We return to northern Illinois after having gotten a taste of summer
there earlier this week courtesy of Scorched Earth, which harbors at least one Twin Peaks
fan I have discovered. Today we move onto autumn(?!) with their fall seasonal, Foraging Swine
If you look at the list of beers
at Scorched Earth's website, you'll see that they categorize them. Hoppy beers are in "Hop Head Central" while Belgian styles fall under "Belgian Goodness". Most of the German bier styles are put into the "Cavemen" category. So far, so good. But soon the taxonomic wizard who came up with the clever names goes off the rails. Foraging Swine is the lone denizen of "Crazy Town". There's nothing deranged about being cuckoo for barley malted by smoky puffs. Indeed, you'd have to have a screw loose not to enjoy it.
Scorched Earth's website neglects to specify ingredients and they have yet to answer my inquiry** as to the type of wood used to smoke the malt here. But with the swine on the label and all the talk about pork in the description, I'll hazard a guess that it was beech wood. While the image of the boar rooting around for morel mushrooms as a foraging list sits in a nearby bucket is all pastoral and amusing, it does reinforce the stereotype of smoke beer all tasting like bacon which they do not
Foraging Swine pours a lovely autumnal deep amber. It was a bit hazy which was odd. Perhaps there's some wheat in there. A quarter inch tan head dissipated rather quickly although the beer was laced with a goodly number of bubbles. The beer sure looked pretty and was a picture of fall with that deep amber color. (He writes on a summer day projected to be in the high 80s.)
Ooh la la! Foraging Swine has a big, firm smoky aroma and, after smelling it, my conviction that the beer has beech wood smoked malt was strengthened. Not being a chemist nor particularly well-versed in the smells imparted by burning wood, the best way I can describe it is as being smoky and spicy whereas cherry wood produces a sweeter, fruitier smoke flavor. There was sweetness there, though, from the unsmoked malts with honey and stone fruit aplenty. Tucked into the background was a little tea as well, though it was herbal smelling and not astringent.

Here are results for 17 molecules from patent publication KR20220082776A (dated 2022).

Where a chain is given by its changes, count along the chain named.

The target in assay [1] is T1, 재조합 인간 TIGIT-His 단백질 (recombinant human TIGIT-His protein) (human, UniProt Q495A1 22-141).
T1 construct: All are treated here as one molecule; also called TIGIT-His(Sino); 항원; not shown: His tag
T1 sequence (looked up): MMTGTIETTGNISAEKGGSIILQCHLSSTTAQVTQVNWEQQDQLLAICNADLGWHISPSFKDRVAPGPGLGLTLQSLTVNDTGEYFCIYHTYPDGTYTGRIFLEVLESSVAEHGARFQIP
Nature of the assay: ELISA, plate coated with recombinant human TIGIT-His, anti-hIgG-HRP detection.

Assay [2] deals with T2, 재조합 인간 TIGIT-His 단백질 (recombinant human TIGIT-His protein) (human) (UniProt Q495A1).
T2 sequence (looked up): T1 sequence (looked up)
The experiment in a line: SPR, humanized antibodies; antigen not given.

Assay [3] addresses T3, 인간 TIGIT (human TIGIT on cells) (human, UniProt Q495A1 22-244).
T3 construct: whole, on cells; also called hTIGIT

My tongue did a little dance upon tasting the beer. The brewmaster did not shortchange it in the smoke department as it had a sizable beech woody taste. We're talking Schlenkerla territory here. Ausgezeichnet! Overall Foraging Swine had a pretty clean taste. There was some malty stone fruit sweetness which really came forward as the beer warmed but I couldn't taste anything from the yeast. Some moderate grassy hops helped take a little of the malty edge off.
The smoke lingered in my mouth just as I hoped it would. Those hops, however, had their own designs on my tongue and so they built up a nice black pepper taste and a fair amount of bitterness on the finish which ended up being pretty dry. There was no lacing to be found.
Good stuff, Maynard! Considering the smoke beer's poor reputation, I was quite pleased that Scorched Earth not only brewed one but brewed one with a fairly intense smoke flavor. It's the main attraction here and not a side show. But don't be fooled by the label and the beer's description. This beer does not taste like bacon. While the malts dominate here and make for a medium body, I thoroughly enjoyed how the hops went from grass to pepper and made for a dry, spicy finish. A wonderful contrast to all of the grainy goodness.
A great beer but I'm going to let the rest of my four pack age a spell. Foraging Swine is Scorched Earth's fall seasonal but it comes in at 7.7% A.B.V. and we're still in a sweltering summer.
Junk food pairing: Pair Foraging Swine with Lay's Brazilian Picanha potato chips. They have a hearty grilled beef flavor to them that just goes well with the beer's smoke.
** - my inquiry was eventually given an answer: yes, it is beech wood smoked malt here.
Labels: Beer, Rauchbier, Scorched Earth Brewing, Smoke Beer